AJM online Clinical research study| Volume 129, ISSUE 6, P636.e13-636.e20, June 01, 2016

# Clinical Decision Support Reduces Overuse of Red Blood Cell Transfusions: Interrupted Time Series Analysis

Published:February 09, 2016

## Abstract

### Background

Red blood cell transfusion is the most common procedure in hospitalized patients in the US. Growing evidence suggests that a sizeable percentage of these transfusions are inappropriate, putting patients at significant risk and increasing costs to the health care system.

### Methods

We performed a retrospective quasi-experimental study from November 2008 until November 2014 in a 576-bed tertiary care hospital. The intervention consisted of an interruptive clinical decision support alert shown to a provider when a red blood cell transfusion was ordered in a patient whose most recent hematocrit was ≥21%. We used interrupted time series analysis to determine whether our primary outcome of interest, rate of red blood cell transfusion in patients with hematocrit ≥21% per 100 patient (pt) days, was reduced by the implementation of the clinical decision support tool. The rate of platelet transfusions was used as a nonequivalent dependent control variable.

### Results

A total of 143,000 hospital admissions were included in our analysis. Red blood cell transfusions decreased from 9.4 to 7.8 per 100 pt days after the clinical decision support intervention was implemented. Interrupted time series analysis showed that significant decline of 0.05 (95% confidence interval [CI], 0.03-0.07; P < .001) units of red blood cells transfused per 100 pt days per month was already underway in the preintervention period. This trend accelerated to 0.1 (95% CI, 0.09-0.12; P < .001) units of red blood cells transfused per 100 pt days per month following the implementation of the clinical decision support tool. There was no statistical change in the rate of platelet transfusion resulting from the intervention.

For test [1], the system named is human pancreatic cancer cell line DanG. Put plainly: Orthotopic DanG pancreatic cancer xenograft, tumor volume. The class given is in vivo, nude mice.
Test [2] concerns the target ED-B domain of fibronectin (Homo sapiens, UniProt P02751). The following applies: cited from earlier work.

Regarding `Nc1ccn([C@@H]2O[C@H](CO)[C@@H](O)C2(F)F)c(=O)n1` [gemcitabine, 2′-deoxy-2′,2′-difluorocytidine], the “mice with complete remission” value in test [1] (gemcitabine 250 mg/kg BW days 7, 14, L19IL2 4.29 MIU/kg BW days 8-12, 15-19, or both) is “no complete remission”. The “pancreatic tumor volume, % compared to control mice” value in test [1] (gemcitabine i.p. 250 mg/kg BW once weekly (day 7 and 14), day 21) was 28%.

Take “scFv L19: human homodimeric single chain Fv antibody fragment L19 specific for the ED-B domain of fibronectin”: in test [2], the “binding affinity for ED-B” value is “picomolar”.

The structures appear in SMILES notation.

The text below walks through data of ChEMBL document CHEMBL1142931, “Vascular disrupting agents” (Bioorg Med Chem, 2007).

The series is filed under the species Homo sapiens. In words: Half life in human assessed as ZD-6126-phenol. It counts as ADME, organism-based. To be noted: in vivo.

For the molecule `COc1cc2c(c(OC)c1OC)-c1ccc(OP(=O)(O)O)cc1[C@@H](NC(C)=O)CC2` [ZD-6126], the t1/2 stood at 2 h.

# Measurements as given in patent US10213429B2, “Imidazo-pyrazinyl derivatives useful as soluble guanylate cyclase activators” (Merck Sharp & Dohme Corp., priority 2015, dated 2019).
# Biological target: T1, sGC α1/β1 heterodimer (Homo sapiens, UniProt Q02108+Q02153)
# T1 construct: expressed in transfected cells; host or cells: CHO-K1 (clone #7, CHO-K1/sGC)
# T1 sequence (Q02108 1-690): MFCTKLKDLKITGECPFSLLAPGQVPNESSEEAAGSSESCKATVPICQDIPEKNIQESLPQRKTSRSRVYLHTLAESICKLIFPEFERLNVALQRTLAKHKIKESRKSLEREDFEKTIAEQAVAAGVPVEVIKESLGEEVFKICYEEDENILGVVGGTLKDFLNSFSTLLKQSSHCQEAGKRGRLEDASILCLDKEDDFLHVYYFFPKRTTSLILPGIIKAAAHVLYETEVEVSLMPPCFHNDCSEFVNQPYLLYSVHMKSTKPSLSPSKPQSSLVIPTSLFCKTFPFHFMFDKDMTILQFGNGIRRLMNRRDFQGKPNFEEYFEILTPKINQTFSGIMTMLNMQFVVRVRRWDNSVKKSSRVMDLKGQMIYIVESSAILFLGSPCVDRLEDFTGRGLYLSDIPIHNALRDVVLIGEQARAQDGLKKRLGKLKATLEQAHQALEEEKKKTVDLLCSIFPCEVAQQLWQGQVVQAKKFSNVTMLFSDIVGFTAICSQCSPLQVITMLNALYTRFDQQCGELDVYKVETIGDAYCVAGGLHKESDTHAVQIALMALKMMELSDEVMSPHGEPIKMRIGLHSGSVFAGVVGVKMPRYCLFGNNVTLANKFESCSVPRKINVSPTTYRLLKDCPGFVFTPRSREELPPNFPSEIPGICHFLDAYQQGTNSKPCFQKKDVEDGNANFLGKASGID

### Conclusions

The implementation of an evidence-based clinical decision support tool was associated with a significant decline in the overuse of red blood cell transfusion. We believe this intervention could be easily replicated in other hospitals using commercial electronic health records and a similar reduction in overuse of red blood cell transfusions achieved.

## Keywords

Clinical Significance
• A clinical decision support tool implemented in a commercial electronic health record resulted in a statistically significant decline in the use of inappropriate red blood cell transfusions.
• Reduction in use of inappropriate red blood cell transfusions improves patient safety and reduces health care costs.
• Interrupted time series analysis is a robust method to analyze quasi-experimental studies, and use of a nonequivalent dependent control variable can further strengthen validity.
Red blood cell transfusion is the most frequently used procedure in hospitalized patients in the US, occurring in approximately 8% of all hospital admissions.
• Pfuntner A.
• Wier L.
• Stocks C.
Most Frequent Procedures Performed in U.S. Hospitals, 2011.
The average cost to hospitals to obtain one unit of red blood cells is $225, and with some 1.35 million units transfused annually, estimated costs for acquisition are more than$300 million.
Department of Health and Human Services
The 2011 National Blood Collection and Utilization Survey Report.
While poorly quantified, the costs, direct and indirect, related to storage, testing, and administration likely exceed acquisition costs. Shander et al
• Shander A.
• Hofmann A.
• Ozawa S.
• Theusinger O.M.
• Gombotz H.
• Spahn D.R.
Activity-based costs of blood transfusions in surgical patients at four hospitals.
estimated these costs between $500 and$1200 per unit, costing the health care system an additional $675 million to$1.6 billion yearly. Red blood cell transfusion is not without its risks, including transmission of infectious disease, immunomodulation, and transfusion-related effects.
• Perkins H.A.
• Busch M.P.